If you are dependent upon an embedded medical device, should the device that helps keep you alive also be allowed to incriminate you in a crime? After all, the Fifth Amendment of the U.S. Constitution protects a person from being forced to incriminate themselves.
Nonetheless, that’s what happened after a house fire in Middletown, Ohio.
WCPO Cincinnati caught video of the actual fire, as well delivered news that the owner’s cat died in the fire. As a pet owner, it would be hard to believe that a person would set a fire and leave their pet to die in that fire. The fire in question occurred back in September 2016; the fire department was just starting an investigation to determine the cause of the blaze.
A month later, 59-year-old homeowner Ross Compton was arrested and charged with felony aggravated arson and insurance fraud. The cause of the fire was still undetermined, but it had resulted $400,000 in damages to the house and contents of the 2,000-square-foot home.
Fire investigators knew there had been “multiple points of origin of the fire from the outside of the residence.” At the time, the police cited inconsistencies in Compton’s statements when compared with the evidence from the fire.
There were additional “conflicting statements” given to the 911 operator; Compton had said “everyone” was out of the house, yet the 911 operator also heard him tell someone to “get out of here now.” In the 911 call published by WLWT5, an out-of-breath Compton claimed he had “grabbed a bunch of stuff, threw it out the window.” He claimed to have packed his suitcases, broken the glass out of bedroom window with his walking stick, and tossed the suitcases outside.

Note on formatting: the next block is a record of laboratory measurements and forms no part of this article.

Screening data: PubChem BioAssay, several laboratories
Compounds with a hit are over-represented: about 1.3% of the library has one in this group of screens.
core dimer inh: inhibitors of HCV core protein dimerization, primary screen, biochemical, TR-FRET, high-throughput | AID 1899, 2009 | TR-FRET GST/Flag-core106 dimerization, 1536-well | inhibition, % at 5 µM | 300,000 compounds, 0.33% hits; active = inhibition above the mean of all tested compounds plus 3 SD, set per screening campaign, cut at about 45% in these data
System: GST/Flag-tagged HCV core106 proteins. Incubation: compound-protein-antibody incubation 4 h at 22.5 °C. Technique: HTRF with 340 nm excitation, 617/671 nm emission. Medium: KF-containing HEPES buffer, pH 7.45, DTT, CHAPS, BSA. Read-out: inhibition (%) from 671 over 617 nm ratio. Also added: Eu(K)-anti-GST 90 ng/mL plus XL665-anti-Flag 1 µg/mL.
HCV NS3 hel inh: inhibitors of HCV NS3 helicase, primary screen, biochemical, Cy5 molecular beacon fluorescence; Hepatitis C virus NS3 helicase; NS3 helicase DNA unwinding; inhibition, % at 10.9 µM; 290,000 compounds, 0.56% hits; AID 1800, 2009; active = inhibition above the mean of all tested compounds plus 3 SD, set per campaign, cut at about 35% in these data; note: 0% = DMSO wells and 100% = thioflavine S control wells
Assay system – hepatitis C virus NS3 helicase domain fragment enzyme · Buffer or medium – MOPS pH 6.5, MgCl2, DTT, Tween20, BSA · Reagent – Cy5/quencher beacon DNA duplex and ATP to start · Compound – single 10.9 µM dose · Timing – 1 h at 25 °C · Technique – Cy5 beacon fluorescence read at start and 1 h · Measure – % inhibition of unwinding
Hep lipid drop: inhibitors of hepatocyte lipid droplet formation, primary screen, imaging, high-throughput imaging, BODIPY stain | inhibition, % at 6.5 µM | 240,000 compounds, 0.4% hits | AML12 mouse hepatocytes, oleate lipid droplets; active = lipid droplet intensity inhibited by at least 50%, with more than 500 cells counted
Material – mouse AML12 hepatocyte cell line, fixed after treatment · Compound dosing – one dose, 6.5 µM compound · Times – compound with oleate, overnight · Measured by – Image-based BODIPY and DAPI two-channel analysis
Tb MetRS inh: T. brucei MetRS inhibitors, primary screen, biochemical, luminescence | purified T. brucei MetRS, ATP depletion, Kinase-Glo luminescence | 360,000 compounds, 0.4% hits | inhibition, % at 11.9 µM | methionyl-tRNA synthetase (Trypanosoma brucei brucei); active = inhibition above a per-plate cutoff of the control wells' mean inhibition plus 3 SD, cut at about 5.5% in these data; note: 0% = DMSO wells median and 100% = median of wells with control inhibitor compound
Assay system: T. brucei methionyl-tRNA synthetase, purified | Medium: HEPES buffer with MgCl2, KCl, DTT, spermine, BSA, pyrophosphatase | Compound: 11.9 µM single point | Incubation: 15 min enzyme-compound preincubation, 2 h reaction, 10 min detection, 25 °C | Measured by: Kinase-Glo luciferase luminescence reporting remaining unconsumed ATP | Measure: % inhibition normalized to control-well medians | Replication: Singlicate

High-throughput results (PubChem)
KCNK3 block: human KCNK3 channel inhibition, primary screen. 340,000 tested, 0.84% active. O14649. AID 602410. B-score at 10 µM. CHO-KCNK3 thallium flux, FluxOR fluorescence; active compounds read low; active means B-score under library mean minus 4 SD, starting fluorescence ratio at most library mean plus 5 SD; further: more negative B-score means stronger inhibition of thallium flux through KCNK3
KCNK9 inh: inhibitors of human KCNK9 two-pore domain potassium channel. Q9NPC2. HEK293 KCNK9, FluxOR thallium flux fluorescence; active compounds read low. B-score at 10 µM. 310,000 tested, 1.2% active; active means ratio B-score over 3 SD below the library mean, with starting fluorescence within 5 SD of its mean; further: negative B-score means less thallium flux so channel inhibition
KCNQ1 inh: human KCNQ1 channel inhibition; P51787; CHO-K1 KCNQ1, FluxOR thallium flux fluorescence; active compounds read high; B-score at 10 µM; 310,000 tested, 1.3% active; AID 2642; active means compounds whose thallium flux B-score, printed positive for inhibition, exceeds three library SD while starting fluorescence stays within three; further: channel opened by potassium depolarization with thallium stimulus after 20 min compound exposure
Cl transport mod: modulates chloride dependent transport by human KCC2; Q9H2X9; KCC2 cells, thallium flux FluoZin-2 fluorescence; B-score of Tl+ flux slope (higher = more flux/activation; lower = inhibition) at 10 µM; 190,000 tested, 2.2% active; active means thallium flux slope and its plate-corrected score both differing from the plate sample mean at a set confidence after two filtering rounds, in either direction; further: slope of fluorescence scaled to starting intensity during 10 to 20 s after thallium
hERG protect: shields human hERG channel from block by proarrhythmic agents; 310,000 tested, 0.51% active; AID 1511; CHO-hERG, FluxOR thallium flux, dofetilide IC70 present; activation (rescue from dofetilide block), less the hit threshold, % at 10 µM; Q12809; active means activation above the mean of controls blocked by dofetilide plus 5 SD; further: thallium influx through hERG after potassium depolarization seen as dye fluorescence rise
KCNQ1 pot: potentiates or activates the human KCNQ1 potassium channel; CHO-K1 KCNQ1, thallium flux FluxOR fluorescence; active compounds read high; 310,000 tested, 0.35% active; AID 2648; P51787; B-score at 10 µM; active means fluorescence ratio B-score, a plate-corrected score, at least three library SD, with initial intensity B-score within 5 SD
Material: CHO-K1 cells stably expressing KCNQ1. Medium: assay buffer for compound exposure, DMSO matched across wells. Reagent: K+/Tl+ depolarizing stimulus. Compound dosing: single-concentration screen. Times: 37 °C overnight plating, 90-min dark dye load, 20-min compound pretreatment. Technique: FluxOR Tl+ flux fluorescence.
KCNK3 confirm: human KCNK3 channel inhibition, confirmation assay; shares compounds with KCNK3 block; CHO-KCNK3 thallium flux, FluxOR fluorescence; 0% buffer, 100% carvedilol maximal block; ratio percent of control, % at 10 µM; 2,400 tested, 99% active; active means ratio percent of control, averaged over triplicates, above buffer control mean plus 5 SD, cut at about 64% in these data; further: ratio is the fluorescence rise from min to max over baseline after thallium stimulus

Compton also told the dispatcher he had “an artificial heart.”
After this, things really get interesting because police investigators used data from Compton’s electronic heart device against him. Isn’t that self-incrimination? Can a person “plead the Fifth” when it comes to self-incriminating data collected from their medical device?
Police set out to disprove Compton’s story about the fire by obtaining a search warrant to collect data from Compton’s pacemaker. WLWT5 reported that the cops wanted to know “Compton’s heart rate, pacer demand and cardiac rhythms before, during and after the fire.”
On Friday, Jan. 27, the Journal-News reported that court documents stated: “A cardiologist who reviewed that data determined ‘it is highly improbable Mr. Compton would have been able to collect, pack and remove the number of items from the house, exit his bedroom window and carry numerous large and heavy items to the front of his residence during the short period of time he has indicated due to his medical conditions.'”
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Middletown Police said this was the first time it had used data from a heart device to make an arrest, but the pacemaker data proved to be an “excellent investigative tool;” the data from the pacemaker didn’t correspond with Compton’s version of what happened. The retrieved data help to indict Compton.
Lt. Jimmy Cunningham told WLWT5, “It was one of the key pieces of evidence that allowed us to charge him.”
It’s worth noting that gasoline was also found on various pieces of Compton’s clothing. Could police have indicted him without using the data from his pacemaker against him?